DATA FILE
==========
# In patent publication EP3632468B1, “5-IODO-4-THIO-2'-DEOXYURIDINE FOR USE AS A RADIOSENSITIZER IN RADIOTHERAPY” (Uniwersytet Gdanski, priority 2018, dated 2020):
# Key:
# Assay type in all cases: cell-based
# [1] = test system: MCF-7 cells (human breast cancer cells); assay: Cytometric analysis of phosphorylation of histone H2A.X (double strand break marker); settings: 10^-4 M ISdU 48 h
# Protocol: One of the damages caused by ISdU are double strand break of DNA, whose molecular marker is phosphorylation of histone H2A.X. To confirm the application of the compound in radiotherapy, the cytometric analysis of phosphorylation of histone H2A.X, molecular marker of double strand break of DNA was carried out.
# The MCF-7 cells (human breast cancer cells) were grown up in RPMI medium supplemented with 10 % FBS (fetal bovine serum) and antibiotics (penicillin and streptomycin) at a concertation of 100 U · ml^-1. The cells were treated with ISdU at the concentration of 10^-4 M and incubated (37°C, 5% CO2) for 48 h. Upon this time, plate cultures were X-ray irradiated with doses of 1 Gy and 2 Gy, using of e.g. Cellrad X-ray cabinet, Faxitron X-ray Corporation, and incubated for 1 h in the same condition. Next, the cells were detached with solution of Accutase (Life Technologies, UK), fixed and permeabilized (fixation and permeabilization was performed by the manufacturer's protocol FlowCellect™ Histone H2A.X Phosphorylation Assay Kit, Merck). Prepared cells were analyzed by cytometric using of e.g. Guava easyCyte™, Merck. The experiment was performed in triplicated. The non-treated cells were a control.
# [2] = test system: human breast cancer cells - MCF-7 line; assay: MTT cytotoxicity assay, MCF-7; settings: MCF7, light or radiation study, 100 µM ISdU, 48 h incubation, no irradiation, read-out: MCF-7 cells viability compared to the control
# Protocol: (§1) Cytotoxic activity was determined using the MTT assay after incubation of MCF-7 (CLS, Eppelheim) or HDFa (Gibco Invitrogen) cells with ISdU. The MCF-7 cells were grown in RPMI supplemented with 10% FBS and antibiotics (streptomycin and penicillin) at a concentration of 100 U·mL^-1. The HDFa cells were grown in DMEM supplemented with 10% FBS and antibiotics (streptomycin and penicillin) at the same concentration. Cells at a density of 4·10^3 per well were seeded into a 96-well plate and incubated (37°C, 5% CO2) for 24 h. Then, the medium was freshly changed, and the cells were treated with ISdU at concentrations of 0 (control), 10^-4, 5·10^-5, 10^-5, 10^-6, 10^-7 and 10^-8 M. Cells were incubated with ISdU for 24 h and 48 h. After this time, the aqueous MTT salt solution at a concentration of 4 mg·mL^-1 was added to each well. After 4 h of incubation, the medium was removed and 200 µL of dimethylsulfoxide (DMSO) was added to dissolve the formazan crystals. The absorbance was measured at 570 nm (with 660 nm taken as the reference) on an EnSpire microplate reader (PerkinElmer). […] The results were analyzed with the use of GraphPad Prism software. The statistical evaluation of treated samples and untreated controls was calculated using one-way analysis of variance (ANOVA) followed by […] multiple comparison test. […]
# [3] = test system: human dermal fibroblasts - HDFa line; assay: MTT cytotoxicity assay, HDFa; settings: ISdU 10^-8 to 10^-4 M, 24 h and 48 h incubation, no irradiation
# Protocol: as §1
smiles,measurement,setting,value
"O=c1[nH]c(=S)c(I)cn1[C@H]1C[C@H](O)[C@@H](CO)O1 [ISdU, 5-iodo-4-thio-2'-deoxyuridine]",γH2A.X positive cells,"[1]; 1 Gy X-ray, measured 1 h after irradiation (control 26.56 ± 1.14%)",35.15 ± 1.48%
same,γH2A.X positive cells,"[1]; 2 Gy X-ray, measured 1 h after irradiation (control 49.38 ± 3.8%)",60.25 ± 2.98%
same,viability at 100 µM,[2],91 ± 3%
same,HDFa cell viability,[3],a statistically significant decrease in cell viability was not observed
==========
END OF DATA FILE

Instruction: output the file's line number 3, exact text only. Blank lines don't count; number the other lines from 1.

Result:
# Assay type in all cases: cell-based